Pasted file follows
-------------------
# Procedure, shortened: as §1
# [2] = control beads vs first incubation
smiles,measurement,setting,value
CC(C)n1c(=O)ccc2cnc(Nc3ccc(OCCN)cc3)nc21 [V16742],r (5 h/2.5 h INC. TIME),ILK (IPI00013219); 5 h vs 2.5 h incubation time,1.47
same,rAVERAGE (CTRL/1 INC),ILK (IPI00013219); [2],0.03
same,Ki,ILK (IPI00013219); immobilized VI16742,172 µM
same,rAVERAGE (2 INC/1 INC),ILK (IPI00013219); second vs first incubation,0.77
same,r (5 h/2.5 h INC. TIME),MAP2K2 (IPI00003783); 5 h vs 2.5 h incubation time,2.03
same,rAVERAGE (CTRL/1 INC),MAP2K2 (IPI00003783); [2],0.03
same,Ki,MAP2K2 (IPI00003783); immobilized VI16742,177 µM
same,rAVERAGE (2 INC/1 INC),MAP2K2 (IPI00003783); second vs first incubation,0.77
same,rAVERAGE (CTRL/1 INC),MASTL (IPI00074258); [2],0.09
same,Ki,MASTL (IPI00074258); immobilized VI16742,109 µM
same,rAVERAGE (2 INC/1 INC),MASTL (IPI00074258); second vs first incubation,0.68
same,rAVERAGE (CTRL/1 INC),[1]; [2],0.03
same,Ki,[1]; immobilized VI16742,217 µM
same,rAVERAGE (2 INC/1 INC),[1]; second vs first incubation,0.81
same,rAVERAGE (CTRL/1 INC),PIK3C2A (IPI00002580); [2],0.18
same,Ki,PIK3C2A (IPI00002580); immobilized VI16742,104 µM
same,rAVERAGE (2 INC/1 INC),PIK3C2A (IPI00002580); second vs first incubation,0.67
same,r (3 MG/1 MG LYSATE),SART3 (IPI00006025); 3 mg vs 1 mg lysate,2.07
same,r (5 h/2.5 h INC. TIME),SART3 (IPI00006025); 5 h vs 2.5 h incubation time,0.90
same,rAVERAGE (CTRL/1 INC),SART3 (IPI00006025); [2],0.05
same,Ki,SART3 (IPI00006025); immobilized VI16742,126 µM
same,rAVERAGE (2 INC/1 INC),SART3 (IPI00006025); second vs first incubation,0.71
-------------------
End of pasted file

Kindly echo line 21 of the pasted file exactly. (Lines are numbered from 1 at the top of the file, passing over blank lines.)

same,r (3 MG/1 MG LYSATE),SART3 (IPI00006025); 3 mg vs 1 mg lysate,2.07